A classic American film has a scene that sums up Washington Nationals' manager Jim Riggleman's current predicament with the team.
Happy day-after Memorial Day, Washington Nationals fans. Yesterday, America sat back, grabbed a few brews, lit up the grill, turned on the Indianapolis 500 and honored those U.S. Service members who died while in military service to the country. It was a beautiful day, and the Kinback Family Memorial Day was spent at the water park, grilling some killer steaks and partaking in the most sacred of Memorial Day traditions: watching that great cinematic masterpiece of Road House starring Patrick Swayze.
The lion-hearted tale of a man who is hired to tame a slaughterhouse of a bar and turn it into some 80's discotech out in the middle of nowhere while kung-fu fighting off the evil, corrupt forces of the Jasper, Missouri aristocracy is one for the ages and one of those myths you can apply to most things in your everyday life. The Nationals are no different. If you find this a strange way to start a column on Nationals baseball, bare with me. I'll get there.
One of my favorite movie lines of all time come from this film. It's delivered by the character named Tinker, the fat, CAT-hat-wearing thug with red suspenders that uses one of the last lines of the film to finally reach immortality. He said, "A polar bear fell on me." To avoid spoiling the movie for those who have not experienced the greatness of Roadhouse, I won't spoil the context in which he said the line, because there is no context to spoil. A polar bear really did fall on him. Sitting there on the couch with the kids at my knee and my arm around my wife, I just had to laugh at such a ridiculous line. "A polar bear fell on me." How many people can actually claim this?
I thought it about awhile and could think of two people: The Big Tink and Nationals manager Jim Riggleman. The image of a polar bear falling on someone is in itself in insane, but the idea that a man has worked his whole life at something and the pinnacle of his life's work is to have a polar bear fall on him? Cosmic comedy.
Jim Riggleman's managing career has followed a similar path. He spent years developing himself into a baseball machine in hopes of one day reaching the top of the sport. He started in 1974 as a player being drafted by the Los Angeles Dodgers. His playing career peaked in 1977 with the Triple-A affiliate of the St. Louis Cardinals. He got his first managing job in 1983 and his first Major League managing beat with the San Diego Padres in 1992. He was the manager of the Chicago Cubs in 1995, the Seattle Mariners in 2008 and took over the Washington Nationals' job in 2009. As it stands now, it looks like 2011 will be the time when the polar bear will finally fall on him and probably end his time in Washington.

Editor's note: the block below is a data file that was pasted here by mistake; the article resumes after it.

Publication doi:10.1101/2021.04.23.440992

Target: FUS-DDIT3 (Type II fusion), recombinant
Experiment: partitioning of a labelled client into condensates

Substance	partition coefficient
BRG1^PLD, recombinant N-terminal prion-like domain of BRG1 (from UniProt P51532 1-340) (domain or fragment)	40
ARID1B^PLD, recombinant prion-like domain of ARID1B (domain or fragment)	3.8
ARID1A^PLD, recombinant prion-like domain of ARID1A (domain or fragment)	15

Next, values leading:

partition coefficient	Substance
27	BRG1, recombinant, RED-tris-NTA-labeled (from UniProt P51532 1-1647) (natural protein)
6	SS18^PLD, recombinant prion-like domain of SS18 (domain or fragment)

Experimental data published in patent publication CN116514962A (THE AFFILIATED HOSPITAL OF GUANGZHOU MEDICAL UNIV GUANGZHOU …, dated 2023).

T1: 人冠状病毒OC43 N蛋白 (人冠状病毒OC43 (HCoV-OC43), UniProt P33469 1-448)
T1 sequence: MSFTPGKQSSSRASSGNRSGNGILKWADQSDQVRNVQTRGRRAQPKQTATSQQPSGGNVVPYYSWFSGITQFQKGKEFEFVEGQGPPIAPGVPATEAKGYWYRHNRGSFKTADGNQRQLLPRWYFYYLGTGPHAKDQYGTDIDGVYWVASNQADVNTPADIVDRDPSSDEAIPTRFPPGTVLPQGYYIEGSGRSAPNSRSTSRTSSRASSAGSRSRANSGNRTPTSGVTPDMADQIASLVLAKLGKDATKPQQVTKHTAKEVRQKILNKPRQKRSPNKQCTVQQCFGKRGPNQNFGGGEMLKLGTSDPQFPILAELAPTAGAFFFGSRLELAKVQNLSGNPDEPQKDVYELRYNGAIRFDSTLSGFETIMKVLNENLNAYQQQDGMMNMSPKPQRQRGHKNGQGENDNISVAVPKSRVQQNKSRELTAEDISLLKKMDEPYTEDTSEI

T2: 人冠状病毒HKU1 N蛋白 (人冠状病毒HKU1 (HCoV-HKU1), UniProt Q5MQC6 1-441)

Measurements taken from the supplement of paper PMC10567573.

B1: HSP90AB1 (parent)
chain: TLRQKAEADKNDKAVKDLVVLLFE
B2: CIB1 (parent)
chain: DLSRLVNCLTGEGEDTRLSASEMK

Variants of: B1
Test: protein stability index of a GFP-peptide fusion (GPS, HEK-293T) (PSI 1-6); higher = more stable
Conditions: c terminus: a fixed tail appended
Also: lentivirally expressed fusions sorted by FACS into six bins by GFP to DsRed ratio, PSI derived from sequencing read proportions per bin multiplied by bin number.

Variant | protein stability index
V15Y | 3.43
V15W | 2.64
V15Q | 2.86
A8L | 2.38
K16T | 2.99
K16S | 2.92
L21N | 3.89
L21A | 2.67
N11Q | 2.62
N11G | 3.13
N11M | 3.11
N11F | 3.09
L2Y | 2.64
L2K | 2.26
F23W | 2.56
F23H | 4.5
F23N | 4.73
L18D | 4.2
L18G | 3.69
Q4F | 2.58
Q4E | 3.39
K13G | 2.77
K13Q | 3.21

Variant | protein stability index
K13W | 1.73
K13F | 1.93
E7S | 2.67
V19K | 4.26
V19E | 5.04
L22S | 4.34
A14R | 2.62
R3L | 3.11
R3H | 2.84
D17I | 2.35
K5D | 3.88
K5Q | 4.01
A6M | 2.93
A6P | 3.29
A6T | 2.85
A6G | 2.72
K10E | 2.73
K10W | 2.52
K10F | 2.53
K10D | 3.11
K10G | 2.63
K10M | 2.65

Would it be so hard to believe? It is still only May, but already the Nationals season has begun to spin out of control. Players are frustrated and speaking out with cryptic messages that point fingers. His designing of a lineup is questionable, his handling of pitchers and bullpens is confusing, his double switches are annoying and his constant insistence that this team is better than this is aggravating. His contract is up at the end of the season, with the team allowed to pick it up for another season, but they have made no movement to do so as of yet. From 2009 to 2010, the team improved by 10 games, but is this enough to retain a manager who has failed at inspiring and guiding his team?
It would not all be his fault. This is where the polar bear comes in. Imagine getting hired to do a job as a plumber, and told instead of using a wrench to unscrew the pipes, you had to use potpourri-colored rooster kitchen mits. You wouldn't have the proper tools for success and you'd look absurd doing it. That exactly describes Jim Riggleman with the Nationals right now. General Manager Mike Rizzo and the front office have not supplied Riggleman with adequate players, and Riggleman can't be blamed for that. You got to work with what you got, even if that means Matt Stairs. Look out, Riggleman! Polar Bear!
An argument some make is it theoretically takes two to three years for a manager's style and plan to gel and stick on an organization, and Riggleman's methods haven't really firmed up. It is bad to switch managers because of the young guys? Rick Ankiel, Alex Cora, Jerry Hairston Jr., Doug Slaten, Adam LaRoche? Stairs? To only name a few, but do these sound like guys going to be around for a whole lot longer? A new manager has more than enough time to make his own imprint, with important and improved tools in guys like Stephen Strasburg and Bryce Harper, before this team is even ready to contend.
I feel bad for Riggleman, I really do. He is a good man and he wasn't the one who set up the team as it is. But when frustration builds, the team sinks into the hole and the polar bears come down, unfortunately it is the manager who usually feels the pain